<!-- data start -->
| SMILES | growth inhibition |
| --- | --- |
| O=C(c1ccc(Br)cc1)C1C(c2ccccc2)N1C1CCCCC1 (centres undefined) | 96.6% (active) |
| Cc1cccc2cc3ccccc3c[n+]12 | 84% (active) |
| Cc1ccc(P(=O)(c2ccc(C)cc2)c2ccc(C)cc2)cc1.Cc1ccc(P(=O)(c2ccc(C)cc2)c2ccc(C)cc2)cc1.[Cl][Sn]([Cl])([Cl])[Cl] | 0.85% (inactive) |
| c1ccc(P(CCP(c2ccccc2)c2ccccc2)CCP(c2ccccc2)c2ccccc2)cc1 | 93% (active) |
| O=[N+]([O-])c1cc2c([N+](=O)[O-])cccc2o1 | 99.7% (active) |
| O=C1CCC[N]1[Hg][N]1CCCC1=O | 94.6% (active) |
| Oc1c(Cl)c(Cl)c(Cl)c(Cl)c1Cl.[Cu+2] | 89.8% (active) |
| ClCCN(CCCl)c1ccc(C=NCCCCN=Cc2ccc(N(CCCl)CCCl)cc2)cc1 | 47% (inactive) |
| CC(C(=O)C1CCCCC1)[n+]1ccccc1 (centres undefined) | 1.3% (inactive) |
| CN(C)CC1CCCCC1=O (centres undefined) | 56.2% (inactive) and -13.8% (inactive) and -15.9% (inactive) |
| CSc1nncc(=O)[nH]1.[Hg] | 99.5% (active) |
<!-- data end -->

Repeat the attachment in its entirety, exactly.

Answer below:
| SMILES | growth inhibition |
| --- | --- |
| O=C(c1ccc(Br)cc1)C1C(c2ccccc2)N1C1CCCCC1 (centres undefined) | 96.6% (active) |
| Cc1cccc2cc3ccccc3c[n+]12 | 84% (active) |
| Cc1ccc(P(=O)(c2ccc(C)cc2)c2ccc(C)cc2)cc1.Cc1ccc(P(=O)(c2ccc(C)cc2)c2ccc(C)cc2)cc1.[Cl][Sn]([Cl])([Cl])[Cl] | 0.85% (inactive) |
| c1ccc(P(CCP(c2ccccc2)c2ccccc2)CCP(c2ccccc2)c2ccccc2)cc1 | 93% (active) |
| O=[N+]([O-])c1cc2c([N+](=O)[O-])cccc2o1 | 99.7% (active) |
| O=C1CCC[N]1[Hg][N]1CCCC1=O | 94.6% (active) |
| Oc1c(Cl)c(Cl)c(Cl)c(Cl)c1Cl.[Cu+2] | 89.8% (active) |
| ClCCN(CCCl)c1ccc(C=NCCCCN=Cc2ccc(N(CCCl)CCCl)cc2)cc1 | 47% (inactive) |
| CC(C(=O)C1CCCCC1)[n+]1ccccc1 (centres undefined) | 1.3% (inactive) |
| CN(C)CC1CCCCC1=O (centres undefined) | 56.2% (inactive) and -13.8% (inactive) and -15.9% (inactive) |
| CSc1nncc(=O)[nH]1.[Hg] | 99.5% (active) |